The feather boa, star-spangled suit coat and garish round-frame sunglasses seem at odds with the sleek grand piano on stage.
But then the opening notes of “Crocodile Rock” kick in, and it all comes together.
Brian Harris knows how to meld the wild look with the hot music. Classically trained in piano, Harris transforms musically and physically when he steps on stage.
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His Simply Elton act captures the bombastic flair of Elton John — his voice, his performance and his fashion. Most of all, it nails the music, everything from “Goodbye Yellow Brick Road” to “Saturday Night’s Alright For Fighting” to “Can You Feel the Love Tonight.”
With a background in tribute bands, Harris has made a career in bringing to life the classic music from bands, such as Steely Dan and Emerson, Lake and Palmer. His own solo work is more nuanced, and he is currently at work on an album of original piano music rooted in blues, jazz and progressive rock.
Harris will be performing his Simply Elton show, as well as a similar Billy Joel tribute called Simply Billy, during a free concert at 6:30 p.m. June 15 at the Greenwood Park Mall’s summer concert series.
In advance of the show, Harris shared how he transforms into his on-stage persona.
What is it about Elton John’s music that captivated you?
Great songwriting, that has to be there, and he’s a master of the craft. The fact that it’s all based around the piano, for me, that’s the one thing I like about doing these acts. I’ve always known all the music, and I really enjoy playing and singing it. Great songs and getting to go crazy on the piano playing it.
I’ve been playing for a long time. I have a degree in classical piano performance, and I played a lot of jazz; I was in the Fourth U.S. Army Band for a little while. I’ve done a lot of musical things over the years. About 10 years ago, I got hooked up with a group that was backing up a lot of Elvis impersonators.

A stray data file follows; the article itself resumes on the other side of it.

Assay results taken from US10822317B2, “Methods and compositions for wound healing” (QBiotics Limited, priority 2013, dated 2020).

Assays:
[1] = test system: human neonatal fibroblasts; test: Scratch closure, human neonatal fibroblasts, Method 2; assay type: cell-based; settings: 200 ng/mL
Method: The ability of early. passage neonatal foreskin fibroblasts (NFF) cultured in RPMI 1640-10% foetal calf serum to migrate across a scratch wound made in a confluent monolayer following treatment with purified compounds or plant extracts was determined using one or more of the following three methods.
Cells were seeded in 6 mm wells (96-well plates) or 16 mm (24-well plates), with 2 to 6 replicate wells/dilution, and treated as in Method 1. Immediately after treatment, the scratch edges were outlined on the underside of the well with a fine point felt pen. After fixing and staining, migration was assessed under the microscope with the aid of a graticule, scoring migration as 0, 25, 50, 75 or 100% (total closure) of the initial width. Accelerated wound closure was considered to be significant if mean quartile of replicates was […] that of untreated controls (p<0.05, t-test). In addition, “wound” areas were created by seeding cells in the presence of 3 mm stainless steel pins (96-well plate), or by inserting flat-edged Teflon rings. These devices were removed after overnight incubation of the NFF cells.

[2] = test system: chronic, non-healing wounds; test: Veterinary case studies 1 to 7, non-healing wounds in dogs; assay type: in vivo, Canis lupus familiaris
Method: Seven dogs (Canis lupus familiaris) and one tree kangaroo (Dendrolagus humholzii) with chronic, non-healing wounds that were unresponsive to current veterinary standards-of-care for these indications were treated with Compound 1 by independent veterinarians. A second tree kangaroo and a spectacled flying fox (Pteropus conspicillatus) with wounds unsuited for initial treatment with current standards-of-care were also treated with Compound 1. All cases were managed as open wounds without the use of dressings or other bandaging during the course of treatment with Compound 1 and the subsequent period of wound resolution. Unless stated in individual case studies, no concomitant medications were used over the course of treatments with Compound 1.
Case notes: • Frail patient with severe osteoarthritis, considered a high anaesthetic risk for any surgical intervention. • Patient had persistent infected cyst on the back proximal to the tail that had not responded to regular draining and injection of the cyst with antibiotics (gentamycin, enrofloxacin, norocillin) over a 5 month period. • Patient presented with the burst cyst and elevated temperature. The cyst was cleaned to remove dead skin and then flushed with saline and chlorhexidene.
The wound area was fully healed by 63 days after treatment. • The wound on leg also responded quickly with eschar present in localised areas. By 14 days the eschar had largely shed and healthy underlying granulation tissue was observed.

How did that lead to your Elton John impersonation?
Over the course of five years, I became more aware of the entertainment business. I had always played a lot of Elton’s songs for years, so I knew the music. I thought, am I ready to put on the outfit and the whole nine yards. There was a time when I don’t think I was, but finally I tried it. I worked very hard over the period of a few months to get Elton’s music and specifically his voice, since the piano comes naturally. Getting the look correct was important.
How did you master his look and music, the whole package?
Watching Elvis guys, and what they did to mimic the voice and look over the years, it was kind of like I was training and didn’t realize it. When I started trying to do it, it took a lot of listening and a lot of watching videos of Elton doing his thing. I would record myself, then listen to Elton and compare the two.
What is the key to impersonating iconic performers like this?
What I have learned is, the phrasing is just as important as the timbre of your voice. When you’re studying it, the point is to learn the phrasing of each singer, the rhythms he uses, the way he shapes the vowels. Even if you don’t sound specifically like them, if you pronounce it in the same style, that gets you a long way. Billy Joel has a much different voice than Elton John.
Touring around the country, it would be very difficult to get a grand piano up on stage everywhere you go. How did you solve that issue?
I purchased a piano shell, and put an electronic keyboard in it. I can bring that around anywhere, I’ll bring it to Greenwood, put it up there, and people think that it’s a grand piano.
How will your concert work, performing both Billy Joel and Elton John shows?
I usually open with Billy and close with Elton, because it’s more of a razzle-dazzle show. All along, I stress getting the vocals as close as I can, but then using as much piano technique as I can — doing fun stuff that people can enjoy. And energy, I put a lot of energy into every show, and people seem to enjoy that.
What has surprised you about doing these shows?
With the Elvis shows that I’ve worked with, the one thing you notice is the demographic. It’s up there at 50+, and I really thought that would be the ages of people who would come to this show. But I’m finding that there are a lot of young people. It finally occurred to me after talking to them, these young people, their parents played Elton for them growing up. Elton’s music really rocks.
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What: Classically trained pianist Brian Harris brings the music and persona of Elton John alive during a special tribute show.
When: 6:30 p.m. June 15
Where: Greenwood Park Mall, at the outdoor fountain on the mall’s north side